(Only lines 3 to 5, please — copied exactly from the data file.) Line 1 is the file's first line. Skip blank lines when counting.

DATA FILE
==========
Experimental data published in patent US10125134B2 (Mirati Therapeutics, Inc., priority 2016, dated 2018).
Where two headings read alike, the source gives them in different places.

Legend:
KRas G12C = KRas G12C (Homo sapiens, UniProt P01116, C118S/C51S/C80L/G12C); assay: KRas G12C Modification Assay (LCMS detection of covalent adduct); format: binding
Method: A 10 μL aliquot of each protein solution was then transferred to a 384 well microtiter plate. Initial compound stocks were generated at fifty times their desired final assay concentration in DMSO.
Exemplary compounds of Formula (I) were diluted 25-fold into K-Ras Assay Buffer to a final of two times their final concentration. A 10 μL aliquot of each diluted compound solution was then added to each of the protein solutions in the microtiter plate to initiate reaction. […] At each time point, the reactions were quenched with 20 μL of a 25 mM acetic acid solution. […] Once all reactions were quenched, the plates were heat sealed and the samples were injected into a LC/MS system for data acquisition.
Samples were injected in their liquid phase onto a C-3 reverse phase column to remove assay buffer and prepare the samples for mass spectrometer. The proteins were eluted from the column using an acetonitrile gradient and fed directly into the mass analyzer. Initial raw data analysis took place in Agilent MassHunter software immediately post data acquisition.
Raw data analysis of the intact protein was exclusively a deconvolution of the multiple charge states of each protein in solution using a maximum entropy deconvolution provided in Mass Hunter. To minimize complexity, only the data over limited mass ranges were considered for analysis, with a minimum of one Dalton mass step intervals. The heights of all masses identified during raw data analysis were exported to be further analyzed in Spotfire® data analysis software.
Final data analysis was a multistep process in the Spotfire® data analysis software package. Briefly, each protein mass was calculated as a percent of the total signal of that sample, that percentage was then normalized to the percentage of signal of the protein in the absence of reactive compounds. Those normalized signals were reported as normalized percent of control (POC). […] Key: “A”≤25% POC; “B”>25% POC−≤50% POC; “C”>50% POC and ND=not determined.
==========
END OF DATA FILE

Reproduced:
Legend:
KRas G12C = KRas G12C (Homo sapiens, UniProt P01116, C118S/C51S/C80L/G12C); assay: KRas G12C Modification Assay (LCMS detection of covalent adduct); format: binding
Method: A 10 μL aliquot of each protein solution was then transferred to a 384 well microtiter plate. Initial compound stocks were generated at fifty times their desired final assay concentration in DMSO.